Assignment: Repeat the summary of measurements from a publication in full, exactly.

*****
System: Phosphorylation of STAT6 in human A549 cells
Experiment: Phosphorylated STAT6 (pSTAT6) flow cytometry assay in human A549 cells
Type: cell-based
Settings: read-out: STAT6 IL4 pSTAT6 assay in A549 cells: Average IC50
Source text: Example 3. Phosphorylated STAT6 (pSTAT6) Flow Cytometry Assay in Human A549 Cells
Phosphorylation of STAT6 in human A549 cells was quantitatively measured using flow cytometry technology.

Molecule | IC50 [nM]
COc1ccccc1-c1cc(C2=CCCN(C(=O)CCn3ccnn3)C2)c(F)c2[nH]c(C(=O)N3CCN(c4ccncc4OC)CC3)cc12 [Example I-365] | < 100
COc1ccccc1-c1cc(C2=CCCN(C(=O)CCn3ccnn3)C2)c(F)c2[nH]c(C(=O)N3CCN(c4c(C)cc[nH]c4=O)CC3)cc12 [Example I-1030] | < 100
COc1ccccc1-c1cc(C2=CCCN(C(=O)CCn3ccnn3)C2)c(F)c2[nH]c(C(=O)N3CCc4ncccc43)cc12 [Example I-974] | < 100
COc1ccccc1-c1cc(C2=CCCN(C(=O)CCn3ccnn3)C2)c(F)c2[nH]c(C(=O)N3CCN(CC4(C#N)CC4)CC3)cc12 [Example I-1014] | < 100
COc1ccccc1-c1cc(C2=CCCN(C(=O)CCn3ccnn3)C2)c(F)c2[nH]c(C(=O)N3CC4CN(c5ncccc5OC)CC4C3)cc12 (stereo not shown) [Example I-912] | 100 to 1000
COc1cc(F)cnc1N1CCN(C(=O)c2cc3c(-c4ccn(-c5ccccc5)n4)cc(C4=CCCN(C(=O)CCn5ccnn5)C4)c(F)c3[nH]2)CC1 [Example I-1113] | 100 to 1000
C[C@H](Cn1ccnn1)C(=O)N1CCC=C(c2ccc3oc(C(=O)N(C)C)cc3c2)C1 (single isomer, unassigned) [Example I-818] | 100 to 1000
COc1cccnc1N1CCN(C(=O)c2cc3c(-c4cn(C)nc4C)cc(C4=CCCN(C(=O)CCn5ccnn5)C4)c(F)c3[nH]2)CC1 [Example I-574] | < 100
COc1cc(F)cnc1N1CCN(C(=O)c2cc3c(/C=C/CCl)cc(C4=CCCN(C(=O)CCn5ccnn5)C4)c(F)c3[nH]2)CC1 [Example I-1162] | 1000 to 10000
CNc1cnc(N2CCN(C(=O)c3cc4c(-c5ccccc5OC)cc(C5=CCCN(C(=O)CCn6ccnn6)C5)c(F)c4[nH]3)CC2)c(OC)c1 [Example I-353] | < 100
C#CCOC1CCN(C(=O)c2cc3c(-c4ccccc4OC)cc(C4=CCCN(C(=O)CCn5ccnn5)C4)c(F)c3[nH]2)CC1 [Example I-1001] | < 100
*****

System: Phosphorylation of STAT6 in human A549 cells
Experiment: Phosphorylated STAT6 (pSTAT6) flow cytometry assay in human A549 cells
Type: cell-based
Settings: read-out: STAT6 IL4 pSTAT6 assay in A549 cells: Average IC50
Source text: Example 3. Phosphorylated STAT6 (pSTAT6) Flow Cytometry Assay in Human A549 Cells
Phosphorylation of STAT6 in human A549 cells was quantitatively measured using flow cytometry technology.

Molecule | IC50 [nM]
COc1ccccc1-c1cc(C2=CCCN(C(=O)CCn3ccnn3)C2)c(F)c2[nH]c(C(=O)N3CCN(c4ccncc4OC)CC3)cc12 [Example I-365] | < 100
COc1ccccc1-c1cc(C2=CCCN(C(=O)CCn3ccnn3)C2)c(F)c2[nH]c(C(=O)N3CCN(c4c(C)cc[nH]c4=O)CC3)cc12 [Example I-1030] | < 100
COc1ccccc1-c1cc(C2=CCCN(C(=O)CCn3ccnn3)C2)c(F)c2[nH]c(C(=O)N3CCc4ncccc43)cc12 [Example I-974] | < 100
COc1ccccc1-c1cc(C2=CCCN(C(=O)CCn3ccnn3)C2)c(F)c2[nH]c(C(=O)N3CCN(CC4(C#N)CC4)CC3)cc12 [Example I-1014] | < 100
COc1ccccc1-c1cc(C2=CCCN(C(=O)CCn3ccnn3)C2)c(F)c2[nH]c(C(=O)N3CC4CN(c5ncccc5OC)CC4C3)cc12 (stereo not shown) [Example I-912] | 100 to 1000
COc1cc(F)cnc1N1CCN(C(=O)c2cc3c(-c4ccn(-c5ccccc5)n4)cc(C4=CCCN(C(=O)CCn5ccnn5)C4)c(F)c3[nH]2)CC1 [Example I-1113] | 100 to 1000
C[C@H](Cn1ccnn1)C(=O)N1CCC=C(c2ccc3oc(C(=O)N(C)C)cc3c2)C1 (single isomer, unassigned) [Example I-818] | 100 to 1000
COc1cccnc1N1CCN(C(=O)c2cc3c(-c4cn(C)nc4C)cc(C4=CCCN(C(=O)CCn5ccnn5)C4)c(F)c3[nH]2)CC1 [Example I-574] | < 100
COc1cc(F)cnc1N1CCN(C(=O)c2cc3c(/C=C/CCl)cc(C4=CCCN(C(=O)CCn5ccnn5)C4)c(F)c3[nH]2)CC1 [Example I-1162] | 1000 to 10000
CNc1cnc(N2CCN(C(=O)c3cc4c(-c5ccccc5OC)cc(C5=CCCN(C(=O)CCn6ccnn6)C5)c(F)c4[nH]3)CC2)c(OC)c1 [Example I-353] | < 100
C#CCOC1CCN(C(=O)c2cc3c(-c4ccccc4OC)cc(C4=CCCN(C(=O)CCn5ccnn5)C4)c(F)c3[nH]2)CC1 [Example I-1001] | < 100